A woman is suing her high-flying female Yahoo executive boss for alleged sexual harassment.
Software engineer Nan Shi claims Maria Zhang, a senior director of engineering at Yahoo Mobile, said she would have a 'bright future' at Yahoo if she had sex with her.
Miss Zhang denies the allegations.
A Yahoo representative said: "There is absolutely no basis or truth to the allegations against Maria Zhang. Maria is an exemplary Yahoo executive and we intend to fight vigorously to clear her name."
Internet company Yahoo! has called claims that UK spy agency GCHQ intercepted and stored webcam images of millions of users as a "whole new level of violation".
In its latest report on files leaked by US whistleblower Edward Snowden, the Guardian newspaper claims a surveillance programme operated by GCHQ, collected still images of Yahoo webcam chats in bulk.
In a furious reaction to the report, a Yahoo spokeswoman said: "We were not aware of, nor would we condone, this reported activity.
"This report, if true, represents a whole new level of violation of our users' privacy that is completely unacceptable and we strongly call on the world's governments to reform surveillance law consistent with the principles we outlined in December.
"We are committed to preserving our users' trust and security and continue our efforts to expand encryption across all of our services."GCHQ declined to comment on the claims.
UK intelligence agency GCHQ "intercepted and stored" the webcam images of internet users who were not suspected of any wrongdoing, the Guardian claimed, citing secret documents.
Files dated between 2008 and 2010 allegedly show a monitoring programme, known as "Optic Nerve", stored still images from Yahoo webcam chats and saved them to agency databases with the help of its US counterpart the National Security Agency.
GCHQ has consistently said its activities are necessary and "carried out in accordance with a strict legal and policy framework”.
Yahoo has apologised to rival internet giant Google after posting a screen capture on its Twitter account over an earlier disruption to its services.
The company, whose own Web-based email service experienced a massive outage in December, later put it down to "bad judgement".
The Internet company Yahoo has revealed its new logo.
In a statement on its website, the firm said it wanted a logo "that stayed true to our roots ... yet embraced the evolution of our products".
Yahoo has been displaying a different variation of its logo on its home page every day for a month counting down to today's announcement.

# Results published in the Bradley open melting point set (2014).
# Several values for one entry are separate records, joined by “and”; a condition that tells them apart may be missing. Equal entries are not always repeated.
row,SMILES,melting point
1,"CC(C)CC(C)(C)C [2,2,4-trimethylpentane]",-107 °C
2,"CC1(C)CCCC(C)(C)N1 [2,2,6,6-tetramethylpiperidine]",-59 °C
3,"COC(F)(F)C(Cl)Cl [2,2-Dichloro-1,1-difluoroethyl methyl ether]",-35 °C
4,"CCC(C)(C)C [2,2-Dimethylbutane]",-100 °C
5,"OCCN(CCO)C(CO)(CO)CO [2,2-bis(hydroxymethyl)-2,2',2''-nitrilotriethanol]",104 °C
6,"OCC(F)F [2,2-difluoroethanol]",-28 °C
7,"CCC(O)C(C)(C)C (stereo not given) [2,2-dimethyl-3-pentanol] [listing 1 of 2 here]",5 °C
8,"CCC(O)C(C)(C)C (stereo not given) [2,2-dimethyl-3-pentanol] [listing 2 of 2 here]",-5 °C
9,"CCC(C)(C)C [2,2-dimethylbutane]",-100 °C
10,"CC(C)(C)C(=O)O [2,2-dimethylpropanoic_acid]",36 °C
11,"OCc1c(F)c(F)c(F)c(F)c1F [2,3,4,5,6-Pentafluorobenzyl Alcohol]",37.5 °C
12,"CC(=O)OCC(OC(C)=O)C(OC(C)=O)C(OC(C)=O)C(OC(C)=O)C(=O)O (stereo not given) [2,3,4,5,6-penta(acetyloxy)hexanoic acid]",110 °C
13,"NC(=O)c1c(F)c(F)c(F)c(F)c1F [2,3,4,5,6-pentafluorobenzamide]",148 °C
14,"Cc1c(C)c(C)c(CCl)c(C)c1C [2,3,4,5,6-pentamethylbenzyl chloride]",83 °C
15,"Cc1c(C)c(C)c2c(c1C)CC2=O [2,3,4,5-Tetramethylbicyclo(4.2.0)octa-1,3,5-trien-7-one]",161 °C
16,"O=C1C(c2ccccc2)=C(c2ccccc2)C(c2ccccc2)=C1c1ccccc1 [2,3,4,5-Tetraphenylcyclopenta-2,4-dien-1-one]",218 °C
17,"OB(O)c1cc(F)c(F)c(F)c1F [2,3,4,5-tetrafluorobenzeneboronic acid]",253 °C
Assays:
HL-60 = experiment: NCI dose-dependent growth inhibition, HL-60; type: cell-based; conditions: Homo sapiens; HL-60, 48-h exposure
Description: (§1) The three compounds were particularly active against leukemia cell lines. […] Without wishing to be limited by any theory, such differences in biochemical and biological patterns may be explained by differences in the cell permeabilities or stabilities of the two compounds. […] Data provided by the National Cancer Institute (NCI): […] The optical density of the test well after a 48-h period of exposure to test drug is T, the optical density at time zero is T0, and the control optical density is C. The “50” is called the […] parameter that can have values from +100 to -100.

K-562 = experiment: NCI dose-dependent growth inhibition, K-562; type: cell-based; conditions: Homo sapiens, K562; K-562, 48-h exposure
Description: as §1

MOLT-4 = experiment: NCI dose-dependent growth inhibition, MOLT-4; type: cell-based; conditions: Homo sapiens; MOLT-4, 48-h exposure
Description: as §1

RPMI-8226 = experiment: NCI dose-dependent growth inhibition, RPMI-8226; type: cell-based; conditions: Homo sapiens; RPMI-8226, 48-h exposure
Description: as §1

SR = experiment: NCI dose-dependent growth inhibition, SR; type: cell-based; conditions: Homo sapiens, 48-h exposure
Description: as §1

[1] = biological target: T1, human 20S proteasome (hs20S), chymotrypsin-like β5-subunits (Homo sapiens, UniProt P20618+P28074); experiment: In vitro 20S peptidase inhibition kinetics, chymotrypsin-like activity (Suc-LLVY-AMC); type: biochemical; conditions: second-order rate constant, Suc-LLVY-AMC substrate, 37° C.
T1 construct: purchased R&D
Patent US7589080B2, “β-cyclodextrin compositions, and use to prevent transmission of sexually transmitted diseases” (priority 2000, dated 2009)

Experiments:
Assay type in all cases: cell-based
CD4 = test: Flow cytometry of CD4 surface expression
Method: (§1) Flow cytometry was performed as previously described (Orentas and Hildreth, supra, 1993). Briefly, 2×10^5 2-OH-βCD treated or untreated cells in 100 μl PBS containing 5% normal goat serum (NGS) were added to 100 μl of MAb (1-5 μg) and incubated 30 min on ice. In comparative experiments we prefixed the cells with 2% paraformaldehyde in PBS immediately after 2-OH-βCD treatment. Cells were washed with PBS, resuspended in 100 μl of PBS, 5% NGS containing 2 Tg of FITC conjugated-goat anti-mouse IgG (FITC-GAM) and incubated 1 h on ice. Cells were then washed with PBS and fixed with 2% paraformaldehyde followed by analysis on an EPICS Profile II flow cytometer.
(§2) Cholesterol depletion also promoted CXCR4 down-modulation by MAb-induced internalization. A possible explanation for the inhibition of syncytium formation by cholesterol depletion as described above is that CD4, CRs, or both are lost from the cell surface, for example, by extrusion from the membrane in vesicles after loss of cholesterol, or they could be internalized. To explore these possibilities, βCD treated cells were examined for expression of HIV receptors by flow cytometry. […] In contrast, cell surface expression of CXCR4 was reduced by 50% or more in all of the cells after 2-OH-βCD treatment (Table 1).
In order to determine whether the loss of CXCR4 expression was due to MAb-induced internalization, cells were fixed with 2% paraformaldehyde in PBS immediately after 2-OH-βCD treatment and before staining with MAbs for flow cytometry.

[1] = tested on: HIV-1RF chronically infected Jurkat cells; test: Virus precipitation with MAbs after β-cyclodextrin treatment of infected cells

Yahoo is set to make photo-sharing site Flickr "awesome" again, as the company revealed it has redesigned the website.
The news comes as Yahoo announced its $1.1 billion (£723m) takeover of blogging platform Tumblr.
Speaking at an event in New York City, Yahoo said it was now offering Flickr users one terabyte of online storage for free, enough to store more than 500,000 images at a resolution common to most smartphones.
The company also revealed the new website will emphasise photos rather than text or white space, creating bigger pictures, shared in full resolution.
High school dropout David Karp has sold his blogging website Tumblr for $1.1bn to Yahoo! He founded Tumblr in his bedroom in his mother's apartment in 2007 when he was 21.
It had 75,000 users in a fortnight of its launch and now there are roughly 110 million.
It means a $250m (£164m) fortune for the 26-year-old founder, six years after he created it.
US Correspondent Robert Moore reports.
US tech giant Yahoo has snapped up Tumblr in a major US deal that will reportedly net the blogging site's 26-year-old founder a 250 million US dollar (£164 million) fortune six years after he started it.
The purchase of Tumblr by Yahoo would add to established Internet companies like Google and Facebook that have spent $1 billion or more each buying startup companies in the battle for competitive edge in the technology business market.
Facebook last year paid cash and stock initially valued at about $1 billion to buy popular photo-sharing service Instagram, according to figures quoted in The Wall Street Journal.
Google paid $1.65 billion in stock seven years ago for YouTube, the online-video giant.
In a smaller deal, AOL bought Huffington Post for $315 million in 2011.